Graham Rahal is undaunted with the physicality of Phoenix International Raceway, but says downforce levels for the race should be governed by how well the cars can run in close proximity.
In the first two hours of practice for the Verizon IndyCar Series, the cars have largely been running on their own, and so Rahal admits he’s uncertain what the current downforce level is like when in traffic. However, he believes it is that aspect of the aero package that should govern how the downforce levels are set for the April 2 race.
Rahal Letterman Lanigan Racing’s only fulltime driver told Motorsport.com: “I ran behind [Conor] Daly briefly and it was OK, but it was very tricky. I was able to follow but we’ll have to wait and see what happens when there’s a bunch of us and a lot of dirty air.
“From what I understand, [Team] Penske guys gave their opinions after they tested here, and that’s why we’re at this level of downforce – a rule change came along. But now we’re all here, we might find we have to modify it a bit.”
Asked if he would be prepared to race a downforce package he hadn’t tried, should the series make major aero changes between this test and the race, Rahal replied: “Sure – same for everybody, right?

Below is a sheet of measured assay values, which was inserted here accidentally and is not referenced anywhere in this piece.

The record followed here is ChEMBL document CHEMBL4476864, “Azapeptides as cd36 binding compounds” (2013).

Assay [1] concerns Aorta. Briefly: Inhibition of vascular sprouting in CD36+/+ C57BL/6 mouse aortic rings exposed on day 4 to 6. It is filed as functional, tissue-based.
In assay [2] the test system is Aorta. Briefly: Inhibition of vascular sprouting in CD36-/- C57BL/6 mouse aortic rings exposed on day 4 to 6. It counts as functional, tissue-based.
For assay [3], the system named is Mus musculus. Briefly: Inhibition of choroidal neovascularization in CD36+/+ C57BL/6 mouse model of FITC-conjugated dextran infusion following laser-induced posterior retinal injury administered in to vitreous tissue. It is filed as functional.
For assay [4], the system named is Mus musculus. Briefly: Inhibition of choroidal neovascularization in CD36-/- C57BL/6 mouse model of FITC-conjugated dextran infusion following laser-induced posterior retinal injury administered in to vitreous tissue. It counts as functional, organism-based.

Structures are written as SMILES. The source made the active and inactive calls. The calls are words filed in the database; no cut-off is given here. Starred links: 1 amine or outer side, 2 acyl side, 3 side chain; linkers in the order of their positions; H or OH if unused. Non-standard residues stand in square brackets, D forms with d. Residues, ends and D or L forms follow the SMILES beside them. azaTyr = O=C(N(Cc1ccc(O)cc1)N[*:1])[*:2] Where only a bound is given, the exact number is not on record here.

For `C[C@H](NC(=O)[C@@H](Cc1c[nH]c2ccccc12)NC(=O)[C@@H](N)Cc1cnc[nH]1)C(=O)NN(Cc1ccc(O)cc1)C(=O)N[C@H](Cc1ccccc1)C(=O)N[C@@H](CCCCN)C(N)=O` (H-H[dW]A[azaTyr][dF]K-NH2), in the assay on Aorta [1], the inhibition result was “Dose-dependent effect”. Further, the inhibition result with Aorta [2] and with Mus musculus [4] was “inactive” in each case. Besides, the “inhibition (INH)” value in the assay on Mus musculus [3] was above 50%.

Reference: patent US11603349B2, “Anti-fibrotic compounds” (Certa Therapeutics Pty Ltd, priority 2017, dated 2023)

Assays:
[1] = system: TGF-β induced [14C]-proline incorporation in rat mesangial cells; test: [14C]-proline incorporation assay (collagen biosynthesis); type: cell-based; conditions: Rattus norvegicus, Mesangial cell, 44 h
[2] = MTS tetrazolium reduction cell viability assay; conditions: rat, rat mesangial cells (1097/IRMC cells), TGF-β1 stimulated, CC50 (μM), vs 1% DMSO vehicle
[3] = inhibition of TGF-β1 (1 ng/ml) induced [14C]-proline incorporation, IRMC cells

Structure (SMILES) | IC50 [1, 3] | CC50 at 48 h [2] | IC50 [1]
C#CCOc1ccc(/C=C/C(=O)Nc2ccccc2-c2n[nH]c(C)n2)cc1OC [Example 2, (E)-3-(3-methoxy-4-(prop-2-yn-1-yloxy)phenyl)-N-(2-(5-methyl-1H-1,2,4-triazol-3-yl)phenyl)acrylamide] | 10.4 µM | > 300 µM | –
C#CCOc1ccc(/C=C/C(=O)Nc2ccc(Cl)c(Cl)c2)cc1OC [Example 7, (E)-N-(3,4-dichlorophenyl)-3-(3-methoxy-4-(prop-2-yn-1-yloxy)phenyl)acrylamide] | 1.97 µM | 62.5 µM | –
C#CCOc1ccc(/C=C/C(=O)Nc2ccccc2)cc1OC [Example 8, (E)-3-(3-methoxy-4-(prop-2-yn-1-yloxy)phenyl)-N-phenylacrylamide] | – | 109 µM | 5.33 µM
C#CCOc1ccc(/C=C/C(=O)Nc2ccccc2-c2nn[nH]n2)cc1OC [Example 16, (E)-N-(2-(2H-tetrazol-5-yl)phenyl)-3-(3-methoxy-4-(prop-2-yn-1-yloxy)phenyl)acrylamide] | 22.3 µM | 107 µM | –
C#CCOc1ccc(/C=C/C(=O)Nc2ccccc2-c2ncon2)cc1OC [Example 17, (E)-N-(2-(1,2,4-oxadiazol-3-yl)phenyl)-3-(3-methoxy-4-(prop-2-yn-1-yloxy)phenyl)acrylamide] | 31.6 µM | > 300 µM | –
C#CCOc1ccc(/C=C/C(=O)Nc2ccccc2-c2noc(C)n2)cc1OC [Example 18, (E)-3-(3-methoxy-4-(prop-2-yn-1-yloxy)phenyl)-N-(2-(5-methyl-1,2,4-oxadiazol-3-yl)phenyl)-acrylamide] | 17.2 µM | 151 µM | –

“I’m not going to be one of those drivers who sits and complains about everything. If it’s the same for all of us and we’re dealt the same cards, it’s up to us to make the most of it.”
Confidence in Pappas
Rahal, who endured a difficult relationship with IndyCar’s new vp of competition Bill Pappas when Pappas was his race engineer at RLLR in 2014, nonetheless is enthusiastic about his former colleague’s new appointment.
“I think Bill is ideal for the job,” he commented. “One, he’s passionate about this sport, but two, he’s also black and white, and that’s what you need to be in that job. You can’t be pushed around by all the teams. The series must set the rules and the teams must follow.
“So I think Bill will be very receptive to any input we give, and hopefully we’ll find a proper downforce level to make the racing really good.”
Regarding the high-Gs that have caused concern among certain teams and drivers, Rahal said: “This place is very physical and tricky, for sure. It’s going to be tough and a lot of drivers are going to get worn out pretty quickly.
“We’re going to have to pull some castor from the steering wheel for sure, because if we run full castor like I do on short ovals normally, I don’t think there would be any way to steer the thing by the end of the race.
“But again, it’s the same for everybody.”